Textural and Timbral Ambiguities: Creating and Composing with Sound Groups in a Portfolio of Compositions

Ehud Freedman

Research output: ThesisDoctoral Thesis

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Abstract

This practice-based research in music composition consists of a portfolio of original compositions and written commentary on the submitted works: two pieces for acoustic instruments and pre-recorded audio, two pieces for string duo, two pieces for sextet, a studio piece for toy accordion and a score for a contemporary dance performance.

Through the practice of original composition, the research examines the creation of ambiguous textures using timbral ambiguity. Timbral ambiguity is achieved in the research through the integration of timbres. For example: the combining of solo clarinet and vibraphone sounds into an integrated sound. In the resulting integrated timbre, it is difficult to distinguish the clarinet and vibraphone. In ambiguous textures in the research, timbres of textural layers as foreground and background are difficult to distinguish from one another. These ambiguities emphasise sound groups over individual sounds.

The research investigates the roles of timbral contrast, an antagonist of timbral ambiguity, in timbral and textural ambiguities. It suggests a timbral contrast spectrum, which can be consulted when composing with timbral and textural ambiguities. Further, it finds added value in these ambiguities, as increased interest and the enhancement of musical parameters as melody, harmony and rhythm. The music in the portfolio is influenced by minimalism in aesthetics and style and so, it is examined in this context.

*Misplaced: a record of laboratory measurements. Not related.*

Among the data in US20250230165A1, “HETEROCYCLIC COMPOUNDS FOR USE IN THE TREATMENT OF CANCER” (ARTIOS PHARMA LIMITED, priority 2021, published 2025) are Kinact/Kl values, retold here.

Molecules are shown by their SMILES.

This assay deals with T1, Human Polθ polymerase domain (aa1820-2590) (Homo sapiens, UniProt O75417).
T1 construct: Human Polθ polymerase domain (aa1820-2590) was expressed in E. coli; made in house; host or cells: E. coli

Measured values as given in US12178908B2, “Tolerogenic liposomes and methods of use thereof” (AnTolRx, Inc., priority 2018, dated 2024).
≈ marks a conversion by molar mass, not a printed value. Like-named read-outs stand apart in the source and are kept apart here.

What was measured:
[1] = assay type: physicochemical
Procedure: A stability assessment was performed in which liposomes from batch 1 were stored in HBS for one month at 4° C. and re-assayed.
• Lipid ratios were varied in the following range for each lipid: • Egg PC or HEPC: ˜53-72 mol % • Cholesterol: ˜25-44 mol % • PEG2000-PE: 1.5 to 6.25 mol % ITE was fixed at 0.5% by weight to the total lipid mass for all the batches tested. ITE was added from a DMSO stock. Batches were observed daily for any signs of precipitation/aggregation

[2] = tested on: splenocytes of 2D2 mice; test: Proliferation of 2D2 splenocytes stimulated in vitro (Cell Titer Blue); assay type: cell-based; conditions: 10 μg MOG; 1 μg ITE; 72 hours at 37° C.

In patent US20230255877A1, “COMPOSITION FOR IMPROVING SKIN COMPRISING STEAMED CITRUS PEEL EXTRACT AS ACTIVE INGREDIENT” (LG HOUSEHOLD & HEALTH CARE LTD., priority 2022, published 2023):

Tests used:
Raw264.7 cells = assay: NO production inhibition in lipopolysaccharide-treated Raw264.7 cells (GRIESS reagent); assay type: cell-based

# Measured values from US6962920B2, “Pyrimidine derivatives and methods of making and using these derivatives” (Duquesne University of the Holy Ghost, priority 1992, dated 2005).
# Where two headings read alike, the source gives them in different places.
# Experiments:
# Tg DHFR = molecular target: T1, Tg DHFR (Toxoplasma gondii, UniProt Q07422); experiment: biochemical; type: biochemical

The research examines the mimicking of a music sequencing electronic/digital tool, the arpeggiator, in acoustic composition. It demonstrates the practice’s contributions to consistency, efficiency, novelty, and timbral and textural ambiguities.

Context for the research stems from academic thought on ambiguity in language, literature, music and from musical works featuring timbral and textural ambiguities. Works by György Ligeti, Kaija Saariaho, Thomas Adès, John Adams and Michael Gordon are among those which informed the research, as did musicological work by composer Jonathan Harvey, Leonard Meyer and others.

The subject of ambiguity has been widely discussed in academic literature, especially in the fields of language and the arts. Musical timbre has also received considerable attention as has texture, in practice and in academia. Timbral ambiguity as a term, tool and concept, has, however, been the subject of little focused academic research. Textural ambiguity has rarely been directly explored in academia. This thesis and accompanying portfolio aim to add to knowledge in these seldom discussed subjects.
Original languageEnglish
QualificationPh.D.
Awarding Institution
  • Royal Holloway, University of London
Supervisors/Advisors
  • Bowden, Mark, Supervisor
Thesis sponsors
Award date1 Jan 2024
Publication statusUnpublished - 2023

Keywords

  • Timbre
  • texture
  • ambiguity
  • ambiguous
  • minimalism

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